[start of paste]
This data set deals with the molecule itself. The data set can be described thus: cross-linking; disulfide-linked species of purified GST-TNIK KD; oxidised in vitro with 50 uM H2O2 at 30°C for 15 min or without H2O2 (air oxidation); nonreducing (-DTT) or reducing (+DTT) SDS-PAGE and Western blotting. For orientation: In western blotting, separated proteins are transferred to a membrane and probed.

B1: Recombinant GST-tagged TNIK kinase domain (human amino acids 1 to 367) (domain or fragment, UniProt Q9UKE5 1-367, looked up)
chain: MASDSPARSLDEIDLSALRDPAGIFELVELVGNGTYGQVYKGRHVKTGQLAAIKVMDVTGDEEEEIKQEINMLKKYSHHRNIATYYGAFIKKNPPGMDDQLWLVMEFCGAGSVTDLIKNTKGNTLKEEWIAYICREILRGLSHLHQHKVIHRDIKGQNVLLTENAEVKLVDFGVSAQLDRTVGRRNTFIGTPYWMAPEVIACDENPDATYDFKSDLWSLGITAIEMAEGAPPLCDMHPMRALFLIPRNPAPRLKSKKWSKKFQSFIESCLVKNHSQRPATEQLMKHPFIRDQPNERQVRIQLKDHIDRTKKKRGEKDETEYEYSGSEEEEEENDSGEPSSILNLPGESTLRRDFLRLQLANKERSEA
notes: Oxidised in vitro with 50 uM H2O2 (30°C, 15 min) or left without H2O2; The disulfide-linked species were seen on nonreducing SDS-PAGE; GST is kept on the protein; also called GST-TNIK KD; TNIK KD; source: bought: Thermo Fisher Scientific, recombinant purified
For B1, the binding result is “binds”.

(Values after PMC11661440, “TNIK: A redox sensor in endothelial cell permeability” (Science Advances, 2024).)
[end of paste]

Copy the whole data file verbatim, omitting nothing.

This data set deals with the molecule itself. The data set can be described thus: cross-linking; disulfide-linked species of purified GST-TNIK KD; oxidised in vitro with 50 uM H2O2 at 30°C for 15 min or without H2O2 (air oxidation); nonreducing (-DTT) or reducing (+DTT) SDS-PAGE and Western blotting. For orientation: In western blotting, separated proteins are transferred to a membrane and probed.

B1: Recombinant GST-tagged TNIK kinase domain (human amino acids 1 to 367) (domain or fragment, UniProt Q9UKE5 1-367, looked up)
chain: MASDSPARSLDEIDLSALRDPAGIFELVELVGNGTYGQVYKGRHVKTGQLAAIKVMDVTGDEEEEIKQEINMLKKYSHHRNIATYYGAFIKKNPPGMDDQLWLVMEFCGAGSVTDLIKNTKGNTLKEEWIAYICREILRGLSHLHQHKVIHRDIKGQNVLLTENAEVKLVDFGVSAQLDRTVGRRNTFIGTPYWMAPEVIACDENPDATYDFKSDLWSLGITAIEMAEGAPPLCDMHPMRALFLIPRNPAPRLKSKKWSKKFQSFIESCLVKNHSQRPATEQLMKHPFIRDQPNERQVRIQLKDHIDRTKKKRGEKDETEYEYSGSEEEEEENDSGEPSSILNLPGESTLRRDFLRLQLANKERSEA
notes: Oxidised in vitro with 50 uM H2O2 (30°C, 15 min) or left without H2O2; The disulfide-linked species were seen on nonreducing SDS-PAGE; GST is kept on the protein; also called GST-TNIK KD; TNIK KD; source: bought: Thermo Fisher Scientific, recombinant purified
For B1, the binding result is “binds”.

(Values after PMC11661440, “TNIK: A redox sensor in endothelial cell permeability” (Science Advances, 2024).)